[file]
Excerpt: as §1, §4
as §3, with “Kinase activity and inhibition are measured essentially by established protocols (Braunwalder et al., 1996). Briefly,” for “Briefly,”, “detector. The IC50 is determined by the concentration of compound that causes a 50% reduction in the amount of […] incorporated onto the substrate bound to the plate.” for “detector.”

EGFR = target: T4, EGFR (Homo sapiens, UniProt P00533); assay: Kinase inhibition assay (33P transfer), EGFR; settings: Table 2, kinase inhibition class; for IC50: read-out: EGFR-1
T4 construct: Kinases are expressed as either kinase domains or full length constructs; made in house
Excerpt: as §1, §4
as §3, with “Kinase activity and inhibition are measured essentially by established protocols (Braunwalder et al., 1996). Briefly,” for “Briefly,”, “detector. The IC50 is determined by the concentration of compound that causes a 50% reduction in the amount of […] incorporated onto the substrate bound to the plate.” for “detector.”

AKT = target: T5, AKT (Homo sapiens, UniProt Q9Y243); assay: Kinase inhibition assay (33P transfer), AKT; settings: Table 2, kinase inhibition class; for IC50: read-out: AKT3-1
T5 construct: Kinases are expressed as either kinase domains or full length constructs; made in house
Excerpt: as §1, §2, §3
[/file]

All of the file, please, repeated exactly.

Excerpt: as §1, §4
as §3, with “Kinase activity and inhibition are measured essentially by established protocols (Braunwalder et al., 1996). Briefly,” for “Briefly,”, “detector. The IC50 is determined by the concentration of compound that causes a 50% reduction in the amount of […] incorporated onto the substrate bound to the plate.” for “detector.”

EGFR = target: T4, EGFR (Homo sapiens, UniProt P00533); assay: Kinase inhibition assay (33P transfer), EGFR; settings: Table 2, kinase inhibition class; for IC50: read-out: EGFR-1
T4 construct: Kinases are expressed as either kinase domains or full length constructs; made in house
Excerpt: as §1, §4
as §3, with “Kinase activity and inhibition are measured essentially by established protocols (Braunwalder et al., 1996). Briefly,” for “Briefly,”, “detector. The IC50 is determined by the concentration of compound that causes a 50% reduction in the amount of […] incorporated onto the substrate bound to the plate.” for “detector.”

AKT = target: T5, AKT (Homo sapiens, UniProt Q9Y243); assay: Kinase inhibition assay (33P transfer), AKT; settings: Table 2, kinase inhibition class; for IC50: read-out: AKT3-1
T5 construct: Kinases are expressed as either kinase domains or full length constructs; made in house
Excerpt: as §1, §2, §3